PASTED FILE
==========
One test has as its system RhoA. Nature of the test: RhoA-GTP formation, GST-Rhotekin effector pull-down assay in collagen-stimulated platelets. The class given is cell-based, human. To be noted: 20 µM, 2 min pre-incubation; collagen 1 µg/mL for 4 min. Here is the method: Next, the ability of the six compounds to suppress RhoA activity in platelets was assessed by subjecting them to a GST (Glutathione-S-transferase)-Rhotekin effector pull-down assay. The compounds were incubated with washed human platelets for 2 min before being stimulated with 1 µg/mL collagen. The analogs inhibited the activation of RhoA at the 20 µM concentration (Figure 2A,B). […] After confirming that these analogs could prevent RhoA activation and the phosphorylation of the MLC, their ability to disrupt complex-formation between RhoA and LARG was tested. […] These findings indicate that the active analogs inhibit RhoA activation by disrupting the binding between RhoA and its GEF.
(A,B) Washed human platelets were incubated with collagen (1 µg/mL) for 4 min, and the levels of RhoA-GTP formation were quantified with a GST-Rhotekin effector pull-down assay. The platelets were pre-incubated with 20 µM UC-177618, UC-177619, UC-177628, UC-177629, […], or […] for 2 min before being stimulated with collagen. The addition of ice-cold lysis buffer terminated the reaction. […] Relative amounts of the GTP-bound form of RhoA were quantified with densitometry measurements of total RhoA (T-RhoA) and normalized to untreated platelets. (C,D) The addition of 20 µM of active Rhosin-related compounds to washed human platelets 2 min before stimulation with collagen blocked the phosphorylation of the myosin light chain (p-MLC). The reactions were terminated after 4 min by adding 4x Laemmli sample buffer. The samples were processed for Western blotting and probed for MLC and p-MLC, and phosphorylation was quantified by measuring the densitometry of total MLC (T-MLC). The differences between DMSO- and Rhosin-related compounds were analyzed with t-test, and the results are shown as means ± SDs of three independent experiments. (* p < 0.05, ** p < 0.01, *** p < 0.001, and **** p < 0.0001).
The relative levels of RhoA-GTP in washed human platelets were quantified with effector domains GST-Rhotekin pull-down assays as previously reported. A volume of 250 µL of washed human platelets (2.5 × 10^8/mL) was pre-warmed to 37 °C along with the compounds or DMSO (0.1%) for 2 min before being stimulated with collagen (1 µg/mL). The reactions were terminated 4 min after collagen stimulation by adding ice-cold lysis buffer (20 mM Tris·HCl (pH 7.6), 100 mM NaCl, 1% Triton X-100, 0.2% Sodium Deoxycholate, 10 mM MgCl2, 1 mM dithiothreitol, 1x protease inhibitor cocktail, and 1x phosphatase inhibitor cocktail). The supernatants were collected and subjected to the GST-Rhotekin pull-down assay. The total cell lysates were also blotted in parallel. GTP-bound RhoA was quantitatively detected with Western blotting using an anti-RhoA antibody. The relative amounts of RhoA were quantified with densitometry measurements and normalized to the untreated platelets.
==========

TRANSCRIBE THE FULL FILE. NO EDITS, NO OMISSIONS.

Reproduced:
One test has as its system RhoA. Nature of the test: RhoA-GTP formation, GST-Rhotekin effector pull-down assay in collagen-stimulated platelets. The class given is cell-based, human. To be noted: 20 µM, 2 min pre-incubation; collagen 1 µg/mL for 4 min. Here is the method: Next, the ability of the six compounds to suppress RhoA activity in platelets was assessed by subjecting them to a GST (Glutathione-S-transferase)-Rhotekin effector pull-down assay. The compounds were incubated with washed human platelets for 2 min before being stimulated with 1 µg/mL collagen. The analogs inhibited the activation of RhoA at the 20 µM concentration (Figure 2A,B). […] After confirming that these analogs could prevent RhoA activation and the phosphorylation of the MLC, their ability to disrupt complex-formation between RhoA and LARG was tested. […] These findings indicate that the active analogs inhibit RhoA activation by disrupting the binding between RhoA and its GEF.
(A,B) Washed human platelets were incubated with collagen (1 µg/mL) for 4 min, and the levels of RhoA-GTP formation were quantified with a GST-Rhotekin effector pull-down assay. The platelets were pre-incubated with 20 µM UC-177618, UC-177619, UC-177628, UC-177629, […], or […] for 2 min before being stimulated with collagen. The addition of ice-cold lysis buffer terminated the reaction. […] Relative amounts of the GTP-bound form of RhoA were quantified with densitometry measurements of total RhoA (T-RhoA) and normalized to untreated platelets. (C,D) The addition of 20 µM of active Rhosin-related compounds to washed human platelets 2 min before stimulation with collagen blocked the phosphorylation of the myosin light chain (p-MLC). The reactions were terminated after 4 min by adding 4x Laemmli sample buffer. The samples were processed for Western blotting and probed for MLC and p-MLC, and phosphorylation was quantified by measuring the densitometry of total MLC (T-MLC). The differences between DMSO- and Rhosin-related compounds were analyzed with t-test, and the results are shown as means ± SDs of three independent experiments. (* p < 0.05, ** p < 0.01, *** p < 0.001, and **** p < 0.0001).
The relative levels of RhoA-GTP in washed human platelets were quantified with effector domains GST-Rhotekin pull-down assays as previously reported. A volume of 250 µL of washed human platelets (2.5 × 10^8/mL) was pre-warmed to 37 °C along with the compounds or DMSO (0.1%) for 2 min before being stimulated with collagen (1 µg/mL). The reactions were terminated 4 min after collagen stimulation by adding ice-cold lysis buffer (20 mM Tris·HCl (pH 7.6), 100 mM NaCl, 1% Triton X-100, 0.2% Sodium Deoxycholate, 10 mM MgCl2, 1 mM dithiothreitol, 1x protease inhibitor cocktail, and 1x phosphatase inhibitor cocktail). The supernatants were collected and subjected to the GST-Rhotekin pull-down assay. The total cell lysates were also blotted in parallel. GTP-bound RhoA was quantitatively detected with Western blotting using an anti-RhoA antibody. The relative amounts of RhoA were quantified with densitometry measurements and normalized to the untreated platelets.